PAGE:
|"Instinct is untaught ability."|
|Psychologist Alexander Bain: The Senses and the Intellect (1855)|
As you might have surmised — both*!
*In the age of Phrenicea!
If instinctive behavior can be defined as acting out behavior that is not taught, then the engaging capabilities of Phrenicea blur the distinction between learned vs. unlearned activity.
Arguably, instinct is more than that. Konrad Lorenz described instinctive behavior as "fixed action patterns" that are inherited: birds migrating, salmon swimming upstream, bees building hives, sharks swimming immediately after birth — activity that runs a predictable course. All of these examples would be considered instinctive behavior.
Of the species mentioned, escape from predators and sexual interaction would also be considered instinctive. But what about for humans?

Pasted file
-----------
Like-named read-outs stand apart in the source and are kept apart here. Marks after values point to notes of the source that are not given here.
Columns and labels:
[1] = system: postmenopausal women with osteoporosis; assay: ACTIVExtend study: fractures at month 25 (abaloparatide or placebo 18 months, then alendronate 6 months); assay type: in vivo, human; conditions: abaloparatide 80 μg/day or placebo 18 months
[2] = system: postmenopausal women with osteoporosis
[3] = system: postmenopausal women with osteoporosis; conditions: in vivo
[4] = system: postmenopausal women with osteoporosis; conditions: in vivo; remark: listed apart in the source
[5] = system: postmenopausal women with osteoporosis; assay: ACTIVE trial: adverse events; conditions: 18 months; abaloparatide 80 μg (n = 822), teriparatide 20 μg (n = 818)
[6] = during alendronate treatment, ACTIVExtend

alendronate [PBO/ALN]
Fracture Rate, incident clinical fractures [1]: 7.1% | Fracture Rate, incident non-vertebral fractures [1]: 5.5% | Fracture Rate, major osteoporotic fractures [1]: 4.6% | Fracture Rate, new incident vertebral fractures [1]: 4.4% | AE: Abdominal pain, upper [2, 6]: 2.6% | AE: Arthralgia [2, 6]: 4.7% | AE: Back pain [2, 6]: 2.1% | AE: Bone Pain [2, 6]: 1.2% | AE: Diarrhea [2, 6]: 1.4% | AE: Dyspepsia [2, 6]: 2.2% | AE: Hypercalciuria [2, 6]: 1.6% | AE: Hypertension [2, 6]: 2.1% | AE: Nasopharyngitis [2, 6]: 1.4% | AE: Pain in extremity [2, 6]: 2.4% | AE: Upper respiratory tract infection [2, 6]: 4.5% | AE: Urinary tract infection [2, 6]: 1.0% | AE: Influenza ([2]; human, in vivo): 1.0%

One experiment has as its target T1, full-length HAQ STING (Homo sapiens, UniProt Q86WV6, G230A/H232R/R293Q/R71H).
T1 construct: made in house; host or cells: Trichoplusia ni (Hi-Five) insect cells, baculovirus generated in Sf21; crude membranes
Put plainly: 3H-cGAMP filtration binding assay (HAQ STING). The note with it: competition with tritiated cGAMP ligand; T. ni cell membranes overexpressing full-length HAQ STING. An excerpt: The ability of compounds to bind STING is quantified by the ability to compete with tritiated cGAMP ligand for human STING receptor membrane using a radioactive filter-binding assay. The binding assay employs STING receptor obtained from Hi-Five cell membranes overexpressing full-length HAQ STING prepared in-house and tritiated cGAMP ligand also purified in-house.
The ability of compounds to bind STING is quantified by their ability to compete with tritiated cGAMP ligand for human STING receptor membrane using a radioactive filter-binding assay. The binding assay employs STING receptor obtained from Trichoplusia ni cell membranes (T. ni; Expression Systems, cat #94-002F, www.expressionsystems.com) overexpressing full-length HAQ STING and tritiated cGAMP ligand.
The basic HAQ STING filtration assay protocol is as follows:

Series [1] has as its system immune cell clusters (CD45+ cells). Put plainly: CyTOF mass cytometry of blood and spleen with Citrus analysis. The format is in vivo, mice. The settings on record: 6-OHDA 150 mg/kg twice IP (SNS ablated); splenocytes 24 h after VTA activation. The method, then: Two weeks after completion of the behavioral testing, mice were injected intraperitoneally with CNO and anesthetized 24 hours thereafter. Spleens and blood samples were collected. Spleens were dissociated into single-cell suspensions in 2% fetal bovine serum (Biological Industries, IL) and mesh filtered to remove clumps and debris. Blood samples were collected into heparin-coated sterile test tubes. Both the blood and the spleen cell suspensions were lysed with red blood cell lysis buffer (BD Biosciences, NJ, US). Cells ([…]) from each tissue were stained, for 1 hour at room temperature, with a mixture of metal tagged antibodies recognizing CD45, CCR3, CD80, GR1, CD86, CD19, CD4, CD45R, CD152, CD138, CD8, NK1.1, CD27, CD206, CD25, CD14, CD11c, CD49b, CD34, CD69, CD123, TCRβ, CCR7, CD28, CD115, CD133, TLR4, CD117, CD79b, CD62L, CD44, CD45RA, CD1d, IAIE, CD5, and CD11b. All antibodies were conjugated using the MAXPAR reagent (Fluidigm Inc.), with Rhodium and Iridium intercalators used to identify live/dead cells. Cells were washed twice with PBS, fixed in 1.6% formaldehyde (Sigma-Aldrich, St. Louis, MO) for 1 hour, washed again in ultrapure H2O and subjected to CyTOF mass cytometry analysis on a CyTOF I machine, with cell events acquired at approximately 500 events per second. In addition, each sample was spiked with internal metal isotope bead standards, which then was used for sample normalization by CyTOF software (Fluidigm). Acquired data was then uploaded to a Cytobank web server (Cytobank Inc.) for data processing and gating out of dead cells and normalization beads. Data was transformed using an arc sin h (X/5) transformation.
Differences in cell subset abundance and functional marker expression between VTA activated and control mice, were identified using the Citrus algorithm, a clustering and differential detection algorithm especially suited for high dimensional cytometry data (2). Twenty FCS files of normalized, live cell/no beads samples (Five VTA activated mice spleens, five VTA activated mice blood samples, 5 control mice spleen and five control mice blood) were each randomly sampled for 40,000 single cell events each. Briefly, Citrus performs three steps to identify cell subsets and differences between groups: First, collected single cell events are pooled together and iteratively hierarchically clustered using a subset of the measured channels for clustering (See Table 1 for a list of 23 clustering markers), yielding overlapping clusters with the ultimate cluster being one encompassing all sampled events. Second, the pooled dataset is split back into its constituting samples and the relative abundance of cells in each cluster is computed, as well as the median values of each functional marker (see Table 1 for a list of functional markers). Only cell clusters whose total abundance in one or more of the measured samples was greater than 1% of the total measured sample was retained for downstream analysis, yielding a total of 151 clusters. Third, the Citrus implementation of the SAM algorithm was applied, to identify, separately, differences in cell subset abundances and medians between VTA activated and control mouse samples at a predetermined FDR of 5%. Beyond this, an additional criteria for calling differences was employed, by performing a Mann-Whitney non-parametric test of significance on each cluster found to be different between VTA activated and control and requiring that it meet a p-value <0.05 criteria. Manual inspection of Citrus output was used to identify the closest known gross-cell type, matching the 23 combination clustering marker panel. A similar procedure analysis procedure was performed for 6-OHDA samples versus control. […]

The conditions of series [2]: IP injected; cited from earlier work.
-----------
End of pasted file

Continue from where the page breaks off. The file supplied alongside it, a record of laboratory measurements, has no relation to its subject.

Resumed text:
Similarly, how do you classify complex implicit, procedural memories — normally requiring innate ability in concert with years of learning and practice, that can be instantaneously
Our intellection is that this type of knowledge and ability, acquired at will by engaging Phrenicea, is analogous to being born with it and is thus instinctive.
In the age of Phrenicea, some forty years hence, you would assume that having this incredible capability would inspire one to pursue new experiences. Instead, like living adjacent to a bustling, culturally-sophisticated city and never taking advantage of its attractions, or having 300 TV channels at your disposal and not being able to decide what to watch — having limitless access to mature skills and abilities acquired by forebears through rigorous effort proved to breed lethargy and apathy.